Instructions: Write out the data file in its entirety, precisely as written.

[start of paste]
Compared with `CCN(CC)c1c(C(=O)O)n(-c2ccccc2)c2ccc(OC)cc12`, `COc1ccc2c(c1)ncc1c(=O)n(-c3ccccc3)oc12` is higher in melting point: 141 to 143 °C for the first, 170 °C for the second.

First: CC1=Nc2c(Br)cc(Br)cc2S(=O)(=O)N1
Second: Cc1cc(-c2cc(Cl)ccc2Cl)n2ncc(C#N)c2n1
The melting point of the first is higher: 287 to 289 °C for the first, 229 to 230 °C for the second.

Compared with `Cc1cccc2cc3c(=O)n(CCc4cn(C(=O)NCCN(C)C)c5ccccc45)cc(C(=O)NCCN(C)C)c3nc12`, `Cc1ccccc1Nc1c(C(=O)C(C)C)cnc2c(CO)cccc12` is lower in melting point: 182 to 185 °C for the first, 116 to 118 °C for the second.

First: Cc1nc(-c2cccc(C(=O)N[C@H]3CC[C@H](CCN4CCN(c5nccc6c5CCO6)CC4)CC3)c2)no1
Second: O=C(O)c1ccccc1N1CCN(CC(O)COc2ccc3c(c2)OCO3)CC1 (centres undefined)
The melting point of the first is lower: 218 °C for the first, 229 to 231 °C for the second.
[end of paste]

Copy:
Compared with `CCN(CC)c1c(C(=O)O)n(-c2ccccc2)c2ccc(OC)cc12`, `COc1ccc2c(c1)ncc1c(=O)n(-c3ccccc3)oc12` is higher in melting point: 141 to 143 °C for the first, 170 °C for the second.

First: CC1=Nc2c(Br)cc(Br)cc2S(=O)(=O)N1
Second: Cc1cc(-c2cc(Cl)ccc2Cl)n2ncc(C#N)c2n1
The melting point of the first is higher: 287 to 289 °C for the first, 229 to 230 °C for the second.

Compared with `Cc1cccc2cc3c(=O)n(CCc4cn(C(=O)NCCN(C)C)c5ccccc45)cc(C(=O)NCCN(C)C)c3nc12`, `Cc1ccccc1Nc1c(C(=O)C(C)C)cnc2c(CO)cccc12` is lower in melting point: 182 to 185 °C for the first, 116 to 118 °C for the second.

First: Cc1nc(-c2cccc(C(=O)N[C@H]3CC[C@H](CCN4CCN(c5nccc6c5CCO6)CC4)CC3)c2)no1
Second: O=C(O)c1ccccc1N1CCN(CC(O)COc2ccc3c(c2)OCO3)CC1 (centres undefined)
The melting point of the first is lower: 218 °C for the first, 229 to 231 °C for the second.